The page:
Appalachian Ohio tourism leaders meet in Belmont County

T-L Photo/ROBERT A. DEFRANK Tourism leaders representing the Appalachian counties of Ohio and West Virginia met Wednesday and Thursday at the Belmont County Heritage Museum in St. Clairsville. Belmont County Tourism Director Jackee Pugh, back, right, welcomes them. Pictured counterclockwise from Pugh are Mindy Brems, executive director of the Coshocton County Convention and Visitors Bureau; Melody Young, executive director of the Ross County Chillicothe Visitors Bureau; Sonja Cropper, representing Brown County, Amy Spoutz, obscured, event and marketing coordinator with Athens County; Lisa Underwood, representing the Ohio Travel Pavilion; Chandler Grooms, tourism development director for the Pike County Chamber of Commerce and Tourism Bureau; Deana Clark, obscured, executive director of the Washington County Convention and Visitors Bureau; and board president Diane Lautenschleger, from the Tuscarawas County Convention and Visitors Bureau.

ST. CLAIRSVILLE — Belmont County Tourism Director Jackee Pugh, also a member of the Appalachian Ohio board, welcomed fellow board members representing the 32 Appalachian counties of Ohio for their yearly retreat.

“Anytime we get a cross-group of tourism professionals together there are good ideas going back and forth, and I definitely took pages of notes of things I think I can implement in the county and just our work-flow at the tourism office,” she said. “We’re always trying to raise awareness for Appalachian Ohio and the many, many unique things we can offer.”

The group met Wednesday and Thursday at the Belmont County Heritage Museum in St. Clairsville.

On Wednesday they heard from Vicki King-Maple, president of the Ohio Mid-Eastern Governments Association, who spoke about how to be effective communicators and how to build good relationships. Another speaker was Sarah Andreas, a business coach with WiseWood LLC, who spoke about resilience.

Thursday’s discussions included what area attractions to showcase on the organization’s new brochure.

Board President Diane Lautenschleger, from the Tuscarawas County Convention and Visitors Bureau, said the brochure’s purpose is to tell the story of Appalachia and support all of the members in promoting the region. She added that the retreats offer opportunities to “refill their cups” and exchange ideas about how to become better leaders, better able to support tourism in their home counties.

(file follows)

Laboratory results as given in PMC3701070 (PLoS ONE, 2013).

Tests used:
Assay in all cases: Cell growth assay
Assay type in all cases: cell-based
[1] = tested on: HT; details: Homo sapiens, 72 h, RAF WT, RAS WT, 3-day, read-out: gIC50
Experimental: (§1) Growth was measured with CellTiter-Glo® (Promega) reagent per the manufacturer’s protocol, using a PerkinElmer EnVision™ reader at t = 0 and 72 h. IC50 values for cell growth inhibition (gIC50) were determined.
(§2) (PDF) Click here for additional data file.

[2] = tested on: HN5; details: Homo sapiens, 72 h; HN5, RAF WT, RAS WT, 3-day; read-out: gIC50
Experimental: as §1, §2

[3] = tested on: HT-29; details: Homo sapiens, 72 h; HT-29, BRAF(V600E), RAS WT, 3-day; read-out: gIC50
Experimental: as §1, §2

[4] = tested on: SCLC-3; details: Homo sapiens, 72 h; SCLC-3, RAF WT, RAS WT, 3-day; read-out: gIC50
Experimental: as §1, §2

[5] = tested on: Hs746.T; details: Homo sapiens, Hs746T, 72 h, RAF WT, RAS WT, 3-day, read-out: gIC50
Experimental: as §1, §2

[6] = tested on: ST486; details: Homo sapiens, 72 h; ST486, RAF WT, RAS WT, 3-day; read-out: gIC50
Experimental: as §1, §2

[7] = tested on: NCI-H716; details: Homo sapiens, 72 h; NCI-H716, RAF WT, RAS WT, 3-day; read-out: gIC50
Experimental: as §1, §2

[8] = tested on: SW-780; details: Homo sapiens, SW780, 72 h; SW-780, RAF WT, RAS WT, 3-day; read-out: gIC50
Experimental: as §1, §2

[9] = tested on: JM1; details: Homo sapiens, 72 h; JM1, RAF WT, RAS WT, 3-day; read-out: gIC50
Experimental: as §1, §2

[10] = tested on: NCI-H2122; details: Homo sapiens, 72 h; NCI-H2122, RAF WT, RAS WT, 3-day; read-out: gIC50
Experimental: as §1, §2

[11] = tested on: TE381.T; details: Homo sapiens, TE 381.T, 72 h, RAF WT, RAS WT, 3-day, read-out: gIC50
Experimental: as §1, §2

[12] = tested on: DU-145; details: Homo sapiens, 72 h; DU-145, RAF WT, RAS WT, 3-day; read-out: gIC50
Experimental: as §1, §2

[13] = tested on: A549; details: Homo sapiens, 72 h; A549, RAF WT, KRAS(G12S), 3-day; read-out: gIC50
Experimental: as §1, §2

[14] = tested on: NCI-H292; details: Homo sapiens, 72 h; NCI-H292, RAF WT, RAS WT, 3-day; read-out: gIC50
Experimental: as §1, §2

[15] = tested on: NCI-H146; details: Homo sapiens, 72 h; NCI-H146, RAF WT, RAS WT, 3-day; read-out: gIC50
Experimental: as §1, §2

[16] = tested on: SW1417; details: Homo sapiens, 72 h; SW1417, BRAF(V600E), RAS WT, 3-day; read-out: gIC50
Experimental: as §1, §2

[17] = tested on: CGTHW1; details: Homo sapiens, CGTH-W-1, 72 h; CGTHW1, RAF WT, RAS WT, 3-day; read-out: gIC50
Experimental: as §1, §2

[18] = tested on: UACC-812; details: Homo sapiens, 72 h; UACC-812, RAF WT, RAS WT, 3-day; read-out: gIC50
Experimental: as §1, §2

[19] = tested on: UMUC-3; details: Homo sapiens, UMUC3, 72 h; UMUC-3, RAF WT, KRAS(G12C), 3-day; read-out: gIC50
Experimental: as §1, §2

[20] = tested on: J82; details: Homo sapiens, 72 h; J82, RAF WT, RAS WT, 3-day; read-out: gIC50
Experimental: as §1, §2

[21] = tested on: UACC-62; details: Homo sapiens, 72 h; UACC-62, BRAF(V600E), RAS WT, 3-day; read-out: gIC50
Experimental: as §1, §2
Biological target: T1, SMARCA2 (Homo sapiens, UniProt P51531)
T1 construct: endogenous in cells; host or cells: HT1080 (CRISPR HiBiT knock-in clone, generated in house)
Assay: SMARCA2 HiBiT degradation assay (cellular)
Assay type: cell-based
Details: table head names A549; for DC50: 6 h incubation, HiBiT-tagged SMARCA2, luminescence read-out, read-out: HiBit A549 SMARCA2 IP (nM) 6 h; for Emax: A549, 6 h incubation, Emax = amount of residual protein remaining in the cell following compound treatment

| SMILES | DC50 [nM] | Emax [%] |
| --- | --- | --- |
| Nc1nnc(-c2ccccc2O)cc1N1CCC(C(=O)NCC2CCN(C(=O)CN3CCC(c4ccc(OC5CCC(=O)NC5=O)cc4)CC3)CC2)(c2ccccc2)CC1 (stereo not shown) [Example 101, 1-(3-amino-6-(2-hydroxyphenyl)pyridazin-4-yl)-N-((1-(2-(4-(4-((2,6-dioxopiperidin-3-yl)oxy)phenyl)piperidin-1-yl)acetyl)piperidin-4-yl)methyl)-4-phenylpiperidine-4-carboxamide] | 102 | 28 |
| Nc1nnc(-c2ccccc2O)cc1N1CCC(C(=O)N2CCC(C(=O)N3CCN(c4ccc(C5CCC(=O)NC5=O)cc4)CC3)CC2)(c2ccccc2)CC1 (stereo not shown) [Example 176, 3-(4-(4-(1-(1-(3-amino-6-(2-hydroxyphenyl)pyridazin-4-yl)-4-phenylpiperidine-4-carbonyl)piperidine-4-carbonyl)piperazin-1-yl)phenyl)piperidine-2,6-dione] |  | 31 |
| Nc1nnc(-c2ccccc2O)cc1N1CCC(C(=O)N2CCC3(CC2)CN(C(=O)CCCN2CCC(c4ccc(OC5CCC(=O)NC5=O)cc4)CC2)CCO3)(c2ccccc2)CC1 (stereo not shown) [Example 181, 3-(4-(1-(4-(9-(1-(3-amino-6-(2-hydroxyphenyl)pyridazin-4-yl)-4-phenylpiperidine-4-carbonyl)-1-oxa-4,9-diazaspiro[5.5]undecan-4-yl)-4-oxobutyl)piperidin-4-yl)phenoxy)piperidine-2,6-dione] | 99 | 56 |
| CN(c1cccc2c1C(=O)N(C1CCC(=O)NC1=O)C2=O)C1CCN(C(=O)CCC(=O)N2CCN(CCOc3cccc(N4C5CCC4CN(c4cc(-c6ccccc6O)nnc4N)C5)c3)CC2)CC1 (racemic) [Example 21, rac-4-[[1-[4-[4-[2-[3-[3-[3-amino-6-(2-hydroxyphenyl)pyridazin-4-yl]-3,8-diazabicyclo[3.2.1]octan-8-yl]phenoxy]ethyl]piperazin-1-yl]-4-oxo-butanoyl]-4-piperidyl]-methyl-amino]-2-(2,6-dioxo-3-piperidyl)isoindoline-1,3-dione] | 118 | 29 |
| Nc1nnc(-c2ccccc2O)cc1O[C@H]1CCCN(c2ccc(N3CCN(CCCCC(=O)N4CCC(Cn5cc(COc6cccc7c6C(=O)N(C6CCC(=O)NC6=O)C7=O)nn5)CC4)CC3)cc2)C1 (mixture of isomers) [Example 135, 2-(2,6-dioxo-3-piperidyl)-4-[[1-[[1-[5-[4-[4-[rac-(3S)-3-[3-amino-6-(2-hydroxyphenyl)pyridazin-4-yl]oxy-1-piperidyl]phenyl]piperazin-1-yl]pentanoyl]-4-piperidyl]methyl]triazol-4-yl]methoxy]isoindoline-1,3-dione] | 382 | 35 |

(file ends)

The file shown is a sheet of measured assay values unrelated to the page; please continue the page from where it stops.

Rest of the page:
“We are pouring out all of our energies into Appalachian Ohio. We’re really look at the organization. How can we sustain our leadership? How can we sustain the organization fiscally and support our members? What do our members need?” she said.

“We don’t want to continue to do what we have done before. We want to be fluid and respond to what our members need and how we can best showcase their tourism assets. Tourism in the Appalachian region is very big business. The economic impact is measured every other year. The 2021 impact was $4 billion in the 32-county Appalachian region.”

Their mission is to grow the Appalachian region’s economy through tourism.

“We are really talking about looking at our organization critically. Do we have enough prospective future board members in the pipeline? We had a lot of discussion about that,” she said. “Right now our organization, because it’s small, we represent Appalachia, we always operate revenue-neutral. What we take in in revenue, we always expend again in our expenses.”

She said this has worked well for the organization.

The members are no strangers to Belmont County. Lautenschleger said several years ago Appalachian Ohio had a membership meeting in Morristown.

“We love Belmont County. It’s been an excellent spot to have our annual retreat,” Lautenschleger said.

“When we move our meeting location, it allows our members to experience communities that they might not otherwise be there,” she said. “When those members come in for a meeting, they’re probably going to stop at a coffee shop. Our board always comes the night before, so we’re spending the night at a local hotel, eating at a local restaurant.”

Lautenschleger also said interest in the area has grown in the wake of the COVID-19 pandemic, and tourism boards are taking advantage of this.

“Appalachia became extra-popular during COVID,” she said. “Because of all the outdoor recreation opportunities. Because we are less concentrated population-wise.”

She said all are welcome to experience the area’s hospitality.

“We’re ready to welcome all the visitors in 2024,” she said.


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